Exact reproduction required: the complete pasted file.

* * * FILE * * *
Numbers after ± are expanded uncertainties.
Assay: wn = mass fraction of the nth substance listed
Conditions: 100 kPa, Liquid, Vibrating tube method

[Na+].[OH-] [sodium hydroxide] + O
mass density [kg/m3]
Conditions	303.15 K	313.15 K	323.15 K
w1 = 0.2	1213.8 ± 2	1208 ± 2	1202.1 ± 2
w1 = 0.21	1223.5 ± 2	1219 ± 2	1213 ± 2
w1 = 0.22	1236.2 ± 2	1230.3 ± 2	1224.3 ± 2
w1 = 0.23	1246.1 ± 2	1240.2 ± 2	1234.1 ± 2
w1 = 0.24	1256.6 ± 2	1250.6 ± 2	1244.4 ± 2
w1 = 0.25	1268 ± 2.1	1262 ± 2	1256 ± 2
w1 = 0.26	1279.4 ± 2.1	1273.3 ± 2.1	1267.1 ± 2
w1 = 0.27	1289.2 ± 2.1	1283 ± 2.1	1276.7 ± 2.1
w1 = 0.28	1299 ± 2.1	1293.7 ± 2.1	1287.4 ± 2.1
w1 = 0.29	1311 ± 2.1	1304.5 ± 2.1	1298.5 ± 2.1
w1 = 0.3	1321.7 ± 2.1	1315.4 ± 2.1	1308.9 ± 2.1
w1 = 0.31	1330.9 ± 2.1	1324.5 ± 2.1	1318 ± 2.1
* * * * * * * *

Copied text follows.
Numbers after ± are expanded uncertainties.
Assay: wn = mass fraction of the nth substance listed
Conditions: 100 kPa, Liquid, Vibrating tube method

[Na+].[OH-] [sodium hydroxide] + O
mass density [kg/m3]
Conditions	303.15 K	313.15 K	323.15 K
w1 = 0.2	1213.8 ± 2	1208 ± 2	1202.1 ± 2
w1 = 0.21	1223.5 ± 2	1219 ± 2	1213 ± 2
w1 = 0.22	1236.2 ± 2	1230.3 ± 2	1224.3 ± 2
w1 = 0.23	1246.1 ± 2	1240.2 ± 2	1234.1 ± 2
w1 = 0.24	1256.6 ± 2	1250.6 ± 2	1244.4 ± 2
w1 = 0.25	1268 ± 2.1	1262 ± 2	1256 ± 2
w1 = 0.26	1279.4 ± 2.1	1273.3 ± 2.1	1267.1 ± 2
w1 = 0.27	1289.2 ± 2.1	1283 ± 2.1	1276.7 ± 2.1
w1 = 0.28	1299 ± 2.1	1293.7 ± 2.1	1287.4 ± 2.1
w1 = 0.29	1311 ± 2.1	1304.5 ± 2.1	1298.5 ± 2.1
w1 = 0.3	1321.7 ± 2.1	1315.4 ± 2.1	1308.9 ± 2.1
w1 = 0.31	1330.9 ± 2.1	1324.5 ± 2.1	1318 ± 2.1